As a fellow Kremlinologist I know Matlock quiet and believe him to be among the two greatest ambassadors to Russia of all time –the other being George Kennan, But I disagree with him for not buying Pipes’ argument “that perestroika was exclusively Yakovlev’s doing, not Gorbachev’s.”  Yes, Gorbachev had to agree to Yakovlev’s moves, but, having interviewed a few dozens of the prominent members of three brain trusts Yakovlev put together for Gorbachev in 1984-86, I believe Pipes is basically correct. 

As in the case of Kissinger, who presided over the NSC and benefitted from the ideas of many of his aides, he was the principle synthesizer and player, particularly after he became a member of the Politburo in 1986.  Then he was able to develop and help Gorbachev present ideas to the Russian leadership.   These included not just perestroika, but also Soviet “new thinking” and glasnost.  New thinking was a move towards genuine détente that meant Russia’s abandoning the goal of a world communist revolution.  Matlock himself recognized the importance of Yakovlev in preparing the Geneva summit between Gorbachev and Reagan.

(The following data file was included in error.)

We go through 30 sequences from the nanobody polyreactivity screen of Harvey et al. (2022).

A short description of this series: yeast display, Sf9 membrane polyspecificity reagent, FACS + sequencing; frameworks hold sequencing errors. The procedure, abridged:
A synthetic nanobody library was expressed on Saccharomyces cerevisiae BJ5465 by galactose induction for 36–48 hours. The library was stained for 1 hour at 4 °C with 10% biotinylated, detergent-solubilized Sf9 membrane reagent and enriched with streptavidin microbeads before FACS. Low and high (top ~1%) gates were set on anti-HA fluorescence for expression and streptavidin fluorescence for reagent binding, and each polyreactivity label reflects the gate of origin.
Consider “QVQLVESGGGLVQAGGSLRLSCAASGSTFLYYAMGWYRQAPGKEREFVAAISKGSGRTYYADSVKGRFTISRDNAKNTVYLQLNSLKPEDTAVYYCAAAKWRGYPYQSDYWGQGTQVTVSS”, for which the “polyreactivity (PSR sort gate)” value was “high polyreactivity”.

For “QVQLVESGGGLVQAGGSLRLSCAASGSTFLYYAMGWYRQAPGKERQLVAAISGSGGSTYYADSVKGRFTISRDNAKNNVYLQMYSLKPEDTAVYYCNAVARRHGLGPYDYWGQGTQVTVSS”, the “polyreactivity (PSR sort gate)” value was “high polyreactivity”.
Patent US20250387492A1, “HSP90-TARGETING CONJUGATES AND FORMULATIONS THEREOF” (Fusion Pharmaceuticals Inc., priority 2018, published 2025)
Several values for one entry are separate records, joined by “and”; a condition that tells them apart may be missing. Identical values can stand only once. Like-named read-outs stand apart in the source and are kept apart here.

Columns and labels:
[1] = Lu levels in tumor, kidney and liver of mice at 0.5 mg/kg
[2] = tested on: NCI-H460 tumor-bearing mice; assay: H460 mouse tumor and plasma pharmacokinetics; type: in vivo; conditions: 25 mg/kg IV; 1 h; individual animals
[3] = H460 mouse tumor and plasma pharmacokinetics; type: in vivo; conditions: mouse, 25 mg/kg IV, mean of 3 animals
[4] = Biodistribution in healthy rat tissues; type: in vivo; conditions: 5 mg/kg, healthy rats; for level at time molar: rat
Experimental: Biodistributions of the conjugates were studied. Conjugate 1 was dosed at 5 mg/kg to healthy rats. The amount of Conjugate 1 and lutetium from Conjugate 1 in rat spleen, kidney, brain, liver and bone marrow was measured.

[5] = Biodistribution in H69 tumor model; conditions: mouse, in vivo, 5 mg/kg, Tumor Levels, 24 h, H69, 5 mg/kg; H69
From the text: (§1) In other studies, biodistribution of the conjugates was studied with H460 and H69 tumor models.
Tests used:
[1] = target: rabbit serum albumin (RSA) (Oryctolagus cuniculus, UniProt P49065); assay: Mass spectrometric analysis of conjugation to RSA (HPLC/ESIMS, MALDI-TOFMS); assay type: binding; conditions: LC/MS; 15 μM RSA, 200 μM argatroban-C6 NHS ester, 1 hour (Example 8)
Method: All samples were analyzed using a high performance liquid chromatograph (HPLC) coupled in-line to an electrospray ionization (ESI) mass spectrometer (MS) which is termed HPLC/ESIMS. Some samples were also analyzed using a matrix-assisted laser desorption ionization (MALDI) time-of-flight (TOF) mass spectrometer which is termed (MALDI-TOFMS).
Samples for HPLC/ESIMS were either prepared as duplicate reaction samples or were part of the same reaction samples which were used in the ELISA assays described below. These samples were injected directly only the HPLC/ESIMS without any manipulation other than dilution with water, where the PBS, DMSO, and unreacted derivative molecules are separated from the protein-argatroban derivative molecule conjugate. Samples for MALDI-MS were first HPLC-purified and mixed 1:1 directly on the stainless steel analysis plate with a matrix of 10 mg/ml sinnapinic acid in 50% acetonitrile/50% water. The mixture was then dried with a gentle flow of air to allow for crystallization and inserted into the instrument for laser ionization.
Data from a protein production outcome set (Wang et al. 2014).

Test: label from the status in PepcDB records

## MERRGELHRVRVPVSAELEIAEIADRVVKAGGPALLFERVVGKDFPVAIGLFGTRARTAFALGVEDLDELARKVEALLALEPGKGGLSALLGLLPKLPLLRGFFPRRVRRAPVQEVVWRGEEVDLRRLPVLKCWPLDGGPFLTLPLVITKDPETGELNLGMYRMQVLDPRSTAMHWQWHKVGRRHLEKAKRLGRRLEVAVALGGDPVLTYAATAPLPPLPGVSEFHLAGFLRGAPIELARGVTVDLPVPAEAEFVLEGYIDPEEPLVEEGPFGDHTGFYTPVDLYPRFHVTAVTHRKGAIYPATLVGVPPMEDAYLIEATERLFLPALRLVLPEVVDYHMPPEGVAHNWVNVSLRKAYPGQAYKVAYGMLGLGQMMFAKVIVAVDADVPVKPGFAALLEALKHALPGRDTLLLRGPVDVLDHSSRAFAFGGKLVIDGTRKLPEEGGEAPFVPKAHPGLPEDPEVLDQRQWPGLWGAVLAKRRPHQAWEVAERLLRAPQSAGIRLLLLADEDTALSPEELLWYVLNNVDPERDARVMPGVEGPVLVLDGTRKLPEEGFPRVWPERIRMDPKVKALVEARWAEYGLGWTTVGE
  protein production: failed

As Abel Aganbegyan, Gorbachev’s principle economic adviser, explained to me, even in the field of economics, which Yakovlev did not know too well, the economic reforms of perestroika could not have been introduced in the Politburo without Yakovlev’s strong support.  Finally, the late historian, Yury Afanasyev, explained to me that the secret protocols of the 1939 Ribbentrop-Molotov pact with Hitler, discovered by Yakovlev’s office, would never have been published in the USSR without Yakovlev’s efforts in the Politburo.   The leaders of the peaceful revolution in Estonia and Latvia, have confirmed that Yakovlev’s support for their movements were essential in fighting the empire’s proconsuls on the road to full independence,